Judging solely by the headlines, you could be forgiven for thinking that the U.S. migration to EMV chip cards has been a complete catastrophe. The truth, as usual, is a bit more complicated.
Let’s start with the good news. By the end of 2015, Mercator Advisory Group estimates that more than 300 million general purpose credit cards contained EMV chips. That represents approximately 58% of the total number of general purpose credit cards in the U.S. and a significant increase over the 32% penetration rate reached in 2014. Building on that success, Mercator expects virtually every general purpose credit card in the U.S. to contain a chip within the next three years.
On the merchant side, significant progress has been made in the replacement of legacy point-of-sale (POS) terminals with new hardware that is capable of supporting EMV transactions. Indeed, Mercator estimates that nearly 50% of customer-facing POS terminals in market by the end of 2015 contained all of the hardware necessary to accept chip cards. This is a significant achievement in that it lays the groundwork for not only chip card acceptance but also the acceptance of other emerging payment forms that also require technology upgrades at the POS, such as near field communication (NFC).
Despite the progress made by credit card issuers and merchants in migration to EMV, we didn’t see a significant shift in credit card transaction volume from magnetic-stripe cards to chip cards in 2015. Even after the October liability shift, consumers were still swiping rather than dipping. According to Mercator estimates, chip card transactions accounted for only 15% of the total volume of card-present consumer credit card transactions in 2015.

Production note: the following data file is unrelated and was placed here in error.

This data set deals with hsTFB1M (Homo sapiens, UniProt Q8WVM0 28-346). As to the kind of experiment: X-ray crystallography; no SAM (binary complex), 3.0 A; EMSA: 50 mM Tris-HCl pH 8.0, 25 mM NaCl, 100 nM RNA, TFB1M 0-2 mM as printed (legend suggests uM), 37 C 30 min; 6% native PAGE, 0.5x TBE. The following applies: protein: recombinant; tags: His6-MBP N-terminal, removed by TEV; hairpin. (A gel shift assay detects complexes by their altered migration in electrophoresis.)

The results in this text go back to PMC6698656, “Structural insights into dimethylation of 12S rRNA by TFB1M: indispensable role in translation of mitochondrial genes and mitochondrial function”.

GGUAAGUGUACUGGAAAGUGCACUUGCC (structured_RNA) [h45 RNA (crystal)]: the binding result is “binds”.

The reason for this is simple—most merchants with new POS terminals did not enable those terminals to process chip card transactions. In fact, Mercator estimates that only 19% of customer-facing POS terminals in the U.S. had been tested, certified, and enabled for EMV by the end of 2015. Many of the merchants that chose not to enable their EMV-capable terminals made that choice because of resource constraints and a desire to avoid disrupting their customers’ holiday shopping.
Mercator Advisory Group expects that in 2016 issuers and merchants will continue to make progress migrating to EMV and consumers will become much more comfortable dipping their new chip cards. Progress will be especially acute in the enablement of dormant EMV-capable terminals, which should lead to a notable increase in the overall volume of chip card transactions.
When we look beyond 2016 and contemplate the long-term impacts that EMV may have on the U.S. payments landscape, several intriguing questions present themselves:
- How will fraudsters react? EMV migration in other countries had the intended result of curtailing counterfeit card fraud but generally was followed by increases in other types of fraud such as card-not-present fraud and new account fraud. Will that shift by fraudsters to other attack vectors occur in the U.S.?
- Will payments security become a point of differentiation for cardholders? Continual data breaches and the switch to EMV have put security front and center. Will different payment security features (biometrics, tokenization, etc.) become differentiators for consumers?
- Will consumers become more interested in alternative payment options? Dipping a card is a different and potentially more time-consuming interaction for cardholders. Will this change spur more interest in faster or more seamless payment alternatives like contactless cards or mobile payments?
Want to know more about the short- and long-term impacts of the U.S. migration to EMV? Alex Johnson, Director of the Credit Advisory Service at Mercator Advisory Group, will be leading a panel on the current state and future of EMV at the All Payments Expo in New Orleans, March 21–26, 2016.